Manchester Carriage & Tramways Company Horse Tram W24

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Photo: Jim Dignan

The first horse-drawn buses in Britain were introduced in Manchester by John Greenwood in 1824.  However, their capacity was limited by the deplorable state of the unpaved roads of the day.  Once mass-produced steel became available around 1860, however, it became possible to run horse-drawn tramcars on rails, which were capable of carrying between three and ten times the number of passengers and providing them with a much smoother ride.

Manchester Carriage & Tramway Company double-ended horse tram P4, possibly at Eccles. Photo courtesy of Crich TMS photo archive.

The first horse-drawn trams were ‘double-ended’ since they had to be capable of operating in both directions, which meant that the horses had to be detached and walked round to the opposite end of the car before being harnessed up again for the return journey.  Not just the horses but the draw-bar and pole to which they were attached likewise had to be unfastened and carried round by ‘pole-shifters’ from one end of the car to the other.


Type of tram
Eades reversible horse tram chassis
Seating capacity
Originally 34
Date built
Manufacturer of body
Manufacturer of truck
Manchester Carriage & Tramways Co
4’ 8½”
Current collector

Not known

Withdrawn from service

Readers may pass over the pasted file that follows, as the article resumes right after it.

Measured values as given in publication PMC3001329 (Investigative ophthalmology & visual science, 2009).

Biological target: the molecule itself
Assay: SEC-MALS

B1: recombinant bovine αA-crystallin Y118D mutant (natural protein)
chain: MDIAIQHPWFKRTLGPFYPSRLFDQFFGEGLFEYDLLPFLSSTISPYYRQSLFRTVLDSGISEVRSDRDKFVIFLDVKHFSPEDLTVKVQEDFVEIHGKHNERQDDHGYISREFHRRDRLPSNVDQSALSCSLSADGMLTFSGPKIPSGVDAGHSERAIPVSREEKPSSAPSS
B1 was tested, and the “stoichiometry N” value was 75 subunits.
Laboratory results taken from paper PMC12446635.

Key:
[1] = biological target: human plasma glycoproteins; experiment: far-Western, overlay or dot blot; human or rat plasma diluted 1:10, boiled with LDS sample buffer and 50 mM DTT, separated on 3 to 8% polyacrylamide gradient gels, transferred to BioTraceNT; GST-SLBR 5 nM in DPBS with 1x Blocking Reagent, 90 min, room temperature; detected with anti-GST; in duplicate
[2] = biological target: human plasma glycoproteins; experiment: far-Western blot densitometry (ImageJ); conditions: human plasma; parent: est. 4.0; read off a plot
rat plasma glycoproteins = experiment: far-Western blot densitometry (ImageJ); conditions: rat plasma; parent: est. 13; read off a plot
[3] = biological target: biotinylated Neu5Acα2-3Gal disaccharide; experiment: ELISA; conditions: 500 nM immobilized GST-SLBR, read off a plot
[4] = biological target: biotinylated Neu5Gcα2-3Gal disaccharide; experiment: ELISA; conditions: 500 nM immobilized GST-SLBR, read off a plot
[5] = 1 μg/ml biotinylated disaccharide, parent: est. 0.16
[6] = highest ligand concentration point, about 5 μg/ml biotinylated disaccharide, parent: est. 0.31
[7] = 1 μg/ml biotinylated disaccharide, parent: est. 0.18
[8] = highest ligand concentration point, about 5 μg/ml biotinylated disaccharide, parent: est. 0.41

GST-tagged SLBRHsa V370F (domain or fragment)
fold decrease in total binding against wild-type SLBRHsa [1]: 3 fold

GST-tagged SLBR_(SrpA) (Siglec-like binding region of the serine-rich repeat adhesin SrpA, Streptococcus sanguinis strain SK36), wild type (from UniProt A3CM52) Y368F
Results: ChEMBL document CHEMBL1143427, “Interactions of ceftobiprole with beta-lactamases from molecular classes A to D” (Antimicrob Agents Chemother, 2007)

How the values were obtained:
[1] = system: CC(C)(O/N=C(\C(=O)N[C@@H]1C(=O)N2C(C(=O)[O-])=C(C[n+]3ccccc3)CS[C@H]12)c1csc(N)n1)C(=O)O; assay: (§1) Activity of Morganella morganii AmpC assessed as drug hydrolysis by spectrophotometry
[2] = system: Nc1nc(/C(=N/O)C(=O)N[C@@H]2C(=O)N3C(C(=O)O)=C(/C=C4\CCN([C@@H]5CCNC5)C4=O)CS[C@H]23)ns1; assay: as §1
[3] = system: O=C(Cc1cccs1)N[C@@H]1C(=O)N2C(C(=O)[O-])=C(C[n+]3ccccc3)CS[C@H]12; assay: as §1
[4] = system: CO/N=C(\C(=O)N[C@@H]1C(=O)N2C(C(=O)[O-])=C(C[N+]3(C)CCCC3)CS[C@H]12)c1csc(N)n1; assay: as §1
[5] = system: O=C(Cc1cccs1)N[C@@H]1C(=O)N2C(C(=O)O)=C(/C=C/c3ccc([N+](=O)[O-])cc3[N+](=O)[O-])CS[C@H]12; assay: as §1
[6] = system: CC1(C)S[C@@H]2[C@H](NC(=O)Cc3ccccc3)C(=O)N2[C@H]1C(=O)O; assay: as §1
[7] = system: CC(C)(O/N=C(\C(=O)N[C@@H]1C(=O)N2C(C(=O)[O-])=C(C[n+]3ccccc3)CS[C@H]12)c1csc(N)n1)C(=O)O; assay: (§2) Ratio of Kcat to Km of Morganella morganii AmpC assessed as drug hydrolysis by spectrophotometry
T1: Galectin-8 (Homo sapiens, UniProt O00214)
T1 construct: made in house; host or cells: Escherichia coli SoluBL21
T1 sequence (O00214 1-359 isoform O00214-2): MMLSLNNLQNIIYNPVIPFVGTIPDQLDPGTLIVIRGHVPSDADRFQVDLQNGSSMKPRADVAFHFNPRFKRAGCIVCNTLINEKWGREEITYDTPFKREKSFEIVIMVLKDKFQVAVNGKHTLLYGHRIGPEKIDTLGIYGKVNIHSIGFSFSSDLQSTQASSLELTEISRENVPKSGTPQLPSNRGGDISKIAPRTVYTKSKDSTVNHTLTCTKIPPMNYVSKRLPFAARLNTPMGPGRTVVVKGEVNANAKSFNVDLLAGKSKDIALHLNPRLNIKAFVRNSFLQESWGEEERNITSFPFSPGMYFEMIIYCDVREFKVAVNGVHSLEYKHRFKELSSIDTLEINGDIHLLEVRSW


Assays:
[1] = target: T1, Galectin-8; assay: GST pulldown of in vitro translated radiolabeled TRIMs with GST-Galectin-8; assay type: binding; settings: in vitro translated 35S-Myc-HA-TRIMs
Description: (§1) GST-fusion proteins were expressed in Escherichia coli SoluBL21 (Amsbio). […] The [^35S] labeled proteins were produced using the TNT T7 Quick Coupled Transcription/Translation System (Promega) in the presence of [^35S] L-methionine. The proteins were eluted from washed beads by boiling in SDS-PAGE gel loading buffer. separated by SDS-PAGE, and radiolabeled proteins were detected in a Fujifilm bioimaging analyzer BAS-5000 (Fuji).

Not later than March 1903

Subsequent history

Arrived at Crich in November 1961 but its body was in such a dilapidated condition that it was scrapped a month later, leaving only the chassis.

Restoration history

The chassis was subsequently prepared for display in the Exhibition Hall.

Current status
Truck is on display in unrestored condition. Tram body is in storage in unrestored condition.
Date started operating at Crich
Total mileage covered at Crich
Current location
Exhibition Hall
Future plans


  • 1880 – 1903Operational on original tramway
  • 1903 – 1961Subsequent history and whereabouts of tram chassis W24 largely unknown before its arrival at Crich in November 1961.
  • 2000 – Unrelated tram body acquired and placed in off-site storage
  • 2016 – Eades chassis belonging to W24 on display in unrestored condition in Great Exhibition Hall

Crich Tramway Village is a brand name for the National Tramway Museum (Accredited with Arts Council England), solely owned and operated by The Tramway Museum Society, incorporated in England with liability by guarantee (no. 744229). Registered charity number 313615. Our ICO number is Z6700136.